“The last thing a manager should have to worry about is whether the transcription is getting done on time and whether it suits the doctors,” Harris says. A good service should satisfy “both the physicians and the practice as a whole.”

If a physician has special preferences, the manager should be able to say, “Dr. A is really picky on this” and the company should meet that requirement.

Best quality comes when the company assigns one transcriptionist to each physician, Harris says. After about 60 days, the transcriptionist fully understands that doctor’s individual preferences.

Is HIPAA compliance assured?

The office has to have confidence in the company’s HIPAA compliance.

The business associate agreement covers that, but when the company is located overseas, “here’s a gray area of how much HIPAA compliance can be assured, particularly if the company uses subcontractors.

The greater the separation between office and service, the less control the office has on HIPAA compliance and the greater the risk of violations that will ultimately be the office’s responsibility.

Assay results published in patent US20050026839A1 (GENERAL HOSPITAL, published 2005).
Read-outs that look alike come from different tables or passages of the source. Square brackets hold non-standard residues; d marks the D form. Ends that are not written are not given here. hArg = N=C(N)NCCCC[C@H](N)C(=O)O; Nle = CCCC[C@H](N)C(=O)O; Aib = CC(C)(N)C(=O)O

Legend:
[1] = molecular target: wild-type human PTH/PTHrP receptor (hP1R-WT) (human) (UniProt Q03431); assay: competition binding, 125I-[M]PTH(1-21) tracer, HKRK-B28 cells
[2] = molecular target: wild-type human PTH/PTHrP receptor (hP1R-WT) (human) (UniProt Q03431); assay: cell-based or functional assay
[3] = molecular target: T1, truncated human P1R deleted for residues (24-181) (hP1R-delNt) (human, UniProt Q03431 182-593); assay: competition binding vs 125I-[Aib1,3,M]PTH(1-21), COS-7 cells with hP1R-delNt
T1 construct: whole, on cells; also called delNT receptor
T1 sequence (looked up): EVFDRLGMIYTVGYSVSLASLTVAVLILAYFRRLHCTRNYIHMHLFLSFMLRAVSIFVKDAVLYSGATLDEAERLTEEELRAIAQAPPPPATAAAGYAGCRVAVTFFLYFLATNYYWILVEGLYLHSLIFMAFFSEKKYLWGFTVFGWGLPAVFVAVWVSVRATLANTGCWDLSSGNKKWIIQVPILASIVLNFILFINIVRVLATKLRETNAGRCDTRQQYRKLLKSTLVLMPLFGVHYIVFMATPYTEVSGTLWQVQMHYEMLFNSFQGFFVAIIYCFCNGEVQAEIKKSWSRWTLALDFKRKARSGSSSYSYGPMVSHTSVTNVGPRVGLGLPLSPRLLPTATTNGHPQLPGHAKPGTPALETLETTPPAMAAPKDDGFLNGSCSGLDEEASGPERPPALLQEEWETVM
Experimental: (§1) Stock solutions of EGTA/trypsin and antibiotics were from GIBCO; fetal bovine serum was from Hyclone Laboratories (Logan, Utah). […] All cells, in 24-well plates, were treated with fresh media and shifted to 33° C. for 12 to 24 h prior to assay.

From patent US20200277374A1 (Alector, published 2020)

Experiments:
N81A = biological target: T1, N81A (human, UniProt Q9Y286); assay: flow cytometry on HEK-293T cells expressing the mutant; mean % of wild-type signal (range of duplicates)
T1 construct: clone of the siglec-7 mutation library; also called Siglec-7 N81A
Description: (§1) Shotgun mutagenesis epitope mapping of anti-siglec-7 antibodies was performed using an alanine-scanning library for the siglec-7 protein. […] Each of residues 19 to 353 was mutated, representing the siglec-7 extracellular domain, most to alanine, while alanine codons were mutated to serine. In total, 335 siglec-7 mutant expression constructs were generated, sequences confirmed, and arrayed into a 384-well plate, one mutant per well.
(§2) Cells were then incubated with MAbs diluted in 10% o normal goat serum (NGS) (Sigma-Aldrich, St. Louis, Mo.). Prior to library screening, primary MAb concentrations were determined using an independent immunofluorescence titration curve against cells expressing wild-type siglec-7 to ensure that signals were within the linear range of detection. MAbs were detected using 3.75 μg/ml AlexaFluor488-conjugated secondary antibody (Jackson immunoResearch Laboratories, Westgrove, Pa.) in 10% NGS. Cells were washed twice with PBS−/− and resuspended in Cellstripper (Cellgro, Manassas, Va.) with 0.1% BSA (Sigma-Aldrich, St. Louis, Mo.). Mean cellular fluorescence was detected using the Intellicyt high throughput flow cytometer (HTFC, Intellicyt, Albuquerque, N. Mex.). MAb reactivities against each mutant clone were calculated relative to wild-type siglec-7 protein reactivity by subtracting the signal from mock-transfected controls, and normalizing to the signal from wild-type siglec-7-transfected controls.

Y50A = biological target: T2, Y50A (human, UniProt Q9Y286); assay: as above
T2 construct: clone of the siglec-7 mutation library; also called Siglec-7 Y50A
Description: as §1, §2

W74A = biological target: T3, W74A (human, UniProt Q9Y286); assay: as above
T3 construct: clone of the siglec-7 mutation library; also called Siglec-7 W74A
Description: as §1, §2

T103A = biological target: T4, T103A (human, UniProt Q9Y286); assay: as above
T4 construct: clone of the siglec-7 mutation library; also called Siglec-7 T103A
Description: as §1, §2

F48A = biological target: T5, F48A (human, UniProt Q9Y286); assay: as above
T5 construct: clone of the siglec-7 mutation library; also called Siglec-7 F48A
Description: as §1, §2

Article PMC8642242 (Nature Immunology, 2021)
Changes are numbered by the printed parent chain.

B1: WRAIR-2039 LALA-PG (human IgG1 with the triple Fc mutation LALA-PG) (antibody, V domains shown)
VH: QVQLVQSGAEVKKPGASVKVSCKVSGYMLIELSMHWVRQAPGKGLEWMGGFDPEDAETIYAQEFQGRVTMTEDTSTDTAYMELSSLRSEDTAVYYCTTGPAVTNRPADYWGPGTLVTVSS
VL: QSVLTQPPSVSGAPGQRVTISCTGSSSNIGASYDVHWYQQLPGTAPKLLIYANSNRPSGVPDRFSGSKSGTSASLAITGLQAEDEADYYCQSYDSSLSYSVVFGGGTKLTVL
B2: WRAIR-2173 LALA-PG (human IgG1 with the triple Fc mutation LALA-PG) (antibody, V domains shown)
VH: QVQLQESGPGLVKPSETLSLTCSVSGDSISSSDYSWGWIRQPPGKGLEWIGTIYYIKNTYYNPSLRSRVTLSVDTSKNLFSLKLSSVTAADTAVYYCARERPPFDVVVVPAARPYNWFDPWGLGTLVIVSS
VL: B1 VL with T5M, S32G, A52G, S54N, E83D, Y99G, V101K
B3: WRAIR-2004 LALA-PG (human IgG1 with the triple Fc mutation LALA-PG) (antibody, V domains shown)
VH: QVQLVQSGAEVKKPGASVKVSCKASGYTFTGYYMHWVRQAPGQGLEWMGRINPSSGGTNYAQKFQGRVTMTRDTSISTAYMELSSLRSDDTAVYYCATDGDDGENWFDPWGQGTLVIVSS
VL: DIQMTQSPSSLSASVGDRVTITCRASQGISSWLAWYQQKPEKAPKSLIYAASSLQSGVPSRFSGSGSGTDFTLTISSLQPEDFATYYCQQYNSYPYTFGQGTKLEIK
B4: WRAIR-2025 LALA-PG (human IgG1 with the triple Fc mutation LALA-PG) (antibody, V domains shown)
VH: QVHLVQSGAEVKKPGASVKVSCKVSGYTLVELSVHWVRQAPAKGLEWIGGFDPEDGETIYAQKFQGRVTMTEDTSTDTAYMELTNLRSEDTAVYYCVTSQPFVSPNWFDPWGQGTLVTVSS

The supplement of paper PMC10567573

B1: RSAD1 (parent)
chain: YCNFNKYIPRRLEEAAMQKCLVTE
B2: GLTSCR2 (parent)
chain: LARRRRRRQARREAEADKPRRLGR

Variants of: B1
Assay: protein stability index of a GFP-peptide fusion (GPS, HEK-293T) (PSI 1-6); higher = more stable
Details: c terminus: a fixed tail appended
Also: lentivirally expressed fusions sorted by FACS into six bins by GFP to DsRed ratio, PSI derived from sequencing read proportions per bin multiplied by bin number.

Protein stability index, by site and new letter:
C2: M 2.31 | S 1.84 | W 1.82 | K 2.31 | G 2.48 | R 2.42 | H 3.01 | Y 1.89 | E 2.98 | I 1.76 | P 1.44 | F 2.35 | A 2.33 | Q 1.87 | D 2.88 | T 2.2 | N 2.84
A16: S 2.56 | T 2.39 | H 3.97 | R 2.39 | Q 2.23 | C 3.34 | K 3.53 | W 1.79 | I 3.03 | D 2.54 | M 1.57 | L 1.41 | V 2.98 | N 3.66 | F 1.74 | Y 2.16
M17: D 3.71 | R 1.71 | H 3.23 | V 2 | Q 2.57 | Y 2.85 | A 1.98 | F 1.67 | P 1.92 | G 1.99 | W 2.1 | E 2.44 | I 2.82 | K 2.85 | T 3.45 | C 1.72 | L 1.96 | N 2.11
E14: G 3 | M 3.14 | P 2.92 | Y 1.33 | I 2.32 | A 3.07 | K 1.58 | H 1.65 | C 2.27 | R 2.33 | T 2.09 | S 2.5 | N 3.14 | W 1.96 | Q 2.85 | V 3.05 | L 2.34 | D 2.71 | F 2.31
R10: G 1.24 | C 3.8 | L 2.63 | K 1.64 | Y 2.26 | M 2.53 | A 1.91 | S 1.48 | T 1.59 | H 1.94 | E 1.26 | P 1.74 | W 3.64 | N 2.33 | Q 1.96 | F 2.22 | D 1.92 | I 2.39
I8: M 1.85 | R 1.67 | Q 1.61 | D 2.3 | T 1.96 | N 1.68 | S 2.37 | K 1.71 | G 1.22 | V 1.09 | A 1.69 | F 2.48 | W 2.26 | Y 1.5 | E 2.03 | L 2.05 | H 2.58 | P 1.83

Is the office doing its part?

Managers also need to be aware of their own responsibilities, Harris says. Many seemingly minor things can affect both efficiency and price. She makes several recommendations.

One is to send the patient schedule at the start of the day so the company can complete each job without having to interrupt it for lack of data. Her advice is to send the schedule at the beginning of the day even if there are going to be add-on appointments. Then send the completed schedule at the end of the day so the company can pick up that extra information.

Another recommendation is to “ask the doctors to slow down for the first two weeks” when the office starts using a new company.

Another is to explain to the physicians that they should edit their transcription as little as possible. “Some doctors edit constantly,” she says, and the office winds up with slower service, extra costs, and loss of the doctors’ productivity.

And here are yet two more recommendations.